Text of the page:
- 1824 - 1825
- Private collection
- 5.4 x 5.4 cm
- Técnica y soporte
- Watercolor on ivory
- Reconocimiento de la autoría de Goya
- Undisputed work
- Private collection
- Ficha: realización/revisión
- 04 May 2010 / 15 Jun 2023
On 20 December 1825, Francisco de Goya wrote a letter to his friend Joaquín María Ferrer, with whom he had spent time in Paris, in which he commented that the previous winter he had been working on a series of miniatures, totalling around forty pieces, painted on ivory.
Not all of these pieces have been located. It appears that some of them were taken to Spain by Javier Goya after his father's death, where they would have been sold, possibly by Javier or by his son, Mariano, to different collectors. Six pieces were sold to Luis Portilla, of Madrid: Maja and Celestina, Three Men Drinking, Man Smoking a Cigar, Man Looking for Fleas in his Shirt, Six Madmen and A Monk Preaching. Edward Habich, from Cassel, acquired nine: Judith Decapitating Holofernes, Susanna and the Old Men, Man Delousing a Little Dog, Bust of an Old Beggar, Monk Talking to an Old Woman, Man Eating Leeks, Two Boys Looking at a Book, A Prisoner on the Ground with his Hands Bound and A Mother and Four Children. Records state that another four miniatures were sold at the Hôtel Drouot auction house, Paris, on 22 February 1937, to an anonymous buyer. Those pieces were Woman with Clothes Blowing in the Wind, Woman Kneeling in the Dark, Two Moors and Boy Scared by a Man. Another two miniatures were sold at Sotheby's of London in 1963, from the collection of Sir William Stirling, in Keir, Scotland. They were Half-Naked Youth Reclining on a Rock and Seated Majo and Maja. Three further works were brought to light by Xavier de Salas. Two of them were published in 1974. These came from the collection of Juan de Muguiro and were Man's Head and Heads of a Boy and an Old Woman. The third one, Man in Despair before a Dead Child, was published in 1979.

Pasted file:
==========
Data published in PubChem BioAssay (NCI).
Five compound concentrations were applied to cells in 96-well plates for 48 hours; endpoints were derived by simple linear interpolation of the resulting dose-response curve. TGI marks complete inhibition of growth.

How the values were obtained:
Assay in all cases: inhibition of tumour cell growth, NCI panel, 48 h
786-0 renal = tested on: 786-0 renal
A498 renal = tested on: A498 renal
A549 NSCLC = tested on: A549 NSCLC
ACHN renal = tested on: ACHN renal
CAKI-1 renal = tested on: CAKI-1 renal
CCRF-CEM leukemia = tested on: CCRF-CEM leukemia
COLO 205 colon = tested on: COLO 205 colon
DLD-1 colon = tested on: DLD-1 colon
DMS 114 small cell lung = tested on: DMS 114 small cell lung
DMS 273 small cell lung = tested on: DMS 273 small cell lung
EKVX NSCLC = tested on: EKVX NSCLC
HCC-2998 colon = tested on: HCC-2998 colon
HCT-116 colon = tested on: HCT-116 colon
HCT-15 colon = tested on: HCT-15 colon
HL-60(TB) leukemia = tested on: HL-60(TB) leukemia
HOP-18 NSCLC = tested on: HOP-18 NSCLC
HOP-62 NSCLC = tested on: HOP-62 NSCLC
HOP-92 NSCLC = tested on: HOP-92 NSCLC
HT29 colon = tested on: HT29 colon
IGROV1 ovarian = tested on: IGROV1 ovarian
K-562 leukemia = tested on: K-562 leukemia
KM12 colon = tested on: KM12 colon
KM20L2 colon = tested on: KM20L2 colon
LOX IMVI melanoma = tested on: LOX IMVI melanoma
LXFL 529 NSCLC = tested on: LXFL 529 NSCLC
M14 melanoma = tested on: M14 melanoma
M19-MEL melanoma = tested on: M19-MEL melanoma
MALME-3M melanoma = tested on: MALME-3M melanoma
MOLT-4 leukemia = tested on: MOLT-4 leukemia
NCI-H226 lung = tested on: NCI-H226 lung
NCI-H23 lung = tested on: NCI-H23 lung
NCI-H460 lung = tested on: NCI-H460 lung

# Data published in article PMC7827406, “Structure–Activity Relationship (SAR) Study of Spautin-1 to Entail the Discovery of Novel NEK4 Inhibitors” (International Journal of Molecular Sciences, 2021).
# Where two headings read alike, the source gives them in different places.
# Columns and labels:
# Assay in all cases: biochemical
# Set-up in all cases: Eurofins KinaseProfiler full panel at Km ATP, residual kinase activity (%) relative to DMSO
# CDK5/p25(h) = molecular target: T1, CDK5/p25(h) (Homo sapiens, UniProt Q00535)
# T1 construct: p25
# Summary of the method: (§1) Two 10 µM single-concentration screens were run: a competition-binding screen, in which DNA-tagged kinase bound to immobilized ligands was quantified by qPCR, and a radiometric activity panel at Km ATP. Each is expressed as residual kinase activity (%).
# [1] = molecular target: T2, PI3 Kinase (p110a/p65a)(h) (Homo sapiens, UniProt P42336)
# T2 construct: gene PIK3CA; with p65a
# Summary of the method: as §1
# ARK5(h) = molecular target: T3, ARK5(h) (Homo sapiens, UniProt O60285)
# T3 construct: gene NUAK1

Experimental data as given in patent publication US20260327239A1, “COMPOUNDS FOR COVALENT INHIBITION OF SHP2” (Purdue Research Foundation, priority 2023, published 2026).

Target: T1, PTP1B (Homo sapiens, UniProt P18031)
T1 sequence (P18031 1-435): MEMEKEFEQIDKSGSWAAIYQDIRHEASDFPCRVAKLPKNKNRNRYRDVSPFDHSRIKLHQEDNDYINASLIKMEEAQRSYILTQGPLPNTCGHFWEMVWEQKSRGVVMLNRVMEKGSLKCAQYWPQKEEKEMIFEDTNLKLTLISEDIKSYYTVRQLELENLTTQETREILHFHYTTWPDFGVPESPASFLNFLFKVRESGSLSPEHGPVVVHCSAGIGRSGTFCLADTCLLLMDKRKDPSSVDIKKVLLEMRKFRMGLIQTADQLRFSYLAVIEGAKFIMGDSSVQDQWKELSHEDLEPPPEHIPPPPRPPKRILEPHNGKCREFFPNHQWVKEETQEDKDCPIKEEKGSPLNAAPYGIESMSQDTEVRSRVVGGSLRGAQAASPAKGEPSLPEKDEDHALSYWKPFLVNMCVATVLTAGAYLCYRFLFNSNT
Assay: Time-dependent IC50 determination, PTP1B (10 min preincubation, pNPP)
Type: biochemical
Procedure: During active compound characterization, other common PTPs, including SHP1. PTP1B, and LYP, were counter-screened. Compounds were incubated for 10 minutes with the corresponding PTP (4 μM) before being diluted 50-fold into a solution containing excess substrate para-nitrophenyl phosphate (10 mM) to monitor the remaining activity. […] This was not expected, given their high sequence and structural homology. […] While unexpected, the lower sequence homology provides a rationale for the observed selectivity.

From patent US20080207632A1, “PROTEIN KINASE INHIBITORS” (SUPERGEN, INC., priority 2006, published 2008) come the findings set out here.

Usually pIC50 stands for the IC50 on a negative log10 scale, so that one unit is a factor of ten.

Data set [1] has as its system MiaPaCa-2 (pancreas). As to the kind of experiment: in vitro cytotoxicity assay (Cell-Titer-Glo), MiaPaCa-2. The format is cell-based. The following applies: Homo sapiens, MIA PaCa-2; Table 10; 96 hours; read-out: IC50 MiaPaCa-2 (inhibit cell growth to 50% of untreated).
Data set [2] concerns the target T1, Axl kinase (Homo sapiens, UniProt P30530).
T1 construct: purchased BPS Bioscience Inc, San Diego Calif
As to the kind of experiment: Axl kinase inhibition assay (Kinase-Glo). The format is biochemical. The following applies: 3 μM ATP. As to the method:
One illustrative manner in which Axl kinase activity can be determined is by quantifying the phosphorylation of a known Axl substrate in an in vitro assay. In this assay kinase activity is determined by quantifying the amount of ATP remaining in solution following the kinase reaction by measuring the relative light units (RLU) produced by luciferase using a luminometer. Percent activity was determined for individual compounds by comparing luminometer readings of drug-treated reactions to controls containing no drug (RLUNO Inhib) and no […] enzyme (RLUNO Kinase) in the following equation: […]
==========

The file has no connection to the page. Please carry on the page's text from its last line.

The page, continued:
The authorship of all of these pieces is not easy to determine since some of them have disappeared and are now only known through photographs, or sometimes not even that (in which case they have not been included in this catalogue).
This particular miniature belonged to the collection of Don Luis Portilla. The owner put his miniatures up for sale in Madrid on 16 February 1880. This piece later went to the collection of Sir Kenneth Clark, in London. Today it is in another private collection.
Antonio Brugada, the young painter who had been close to Goya in the final years of the master's life, told historian Laurent Matheron about the technique that Goya used to make these miniatures. The artist blackened the ivory plaque and then let fall on it a drop of water. This would spread out, lifting away part of the black ground to leave bare spaces, which Goya then used to compose his improvised images. Since he did not use the technique of applying paint in small dots or points, these images have more in common with works by Velázquez than with those by Mengs, just as the artist himself says in the letter he wrote to Ferrer. Studying the pieces, we can see that at times the surface has been scratched to remove some of the paint, leaving the white ivory visible and contributing areas of bright highlight to the images. In general, black is used to define the larger volumes, and creates the atmosphere of mystery that envelops these small-scale caprices. Although in appearance they are very similar to the dark Black Paintings, in their subject matter Goya returned once more to his study of customs and manners. He created many scenes on these ivory plaques but, since the support itself was so valuable, he erased some of them in order to reuse the ivory. The works vary in size and their sides are not always even, but they are all more or less square in shape.
In Maja and Celestina, Goya revisits the theme that he had already represented in one of his balcony paintings, and which shares the same title (rec. no. ?). We see a young woman leaning over the railing, with a cheerful, flirtatious look upon her face. Behind her, the celestina, the procuress, observes the reactions of the men on the street as they see the young beauty on display. The maja's skin is ivory white, standing sharply out against the black background. In addition, there are touches of red on the old celestina's face, and the mantilla that covers the girl's head is of a subdued blue colour.
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Goya. La imagen de la mujerMuseo Nacional del PradoMadrid2001from October 30th 2001 to February 10th 2002. Exhibitied also at the National Gallery of Art, Washington, March 10th to June 2nd 2002, consultant editor Francisco Calvo Serrallercat. 26
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Goya’s last WorksThe Frick Art CollectionNew York2006consultant editors Jonathan Brown and Susan Grace Galassi. From February 22nd to May 14th 2006cat. 16
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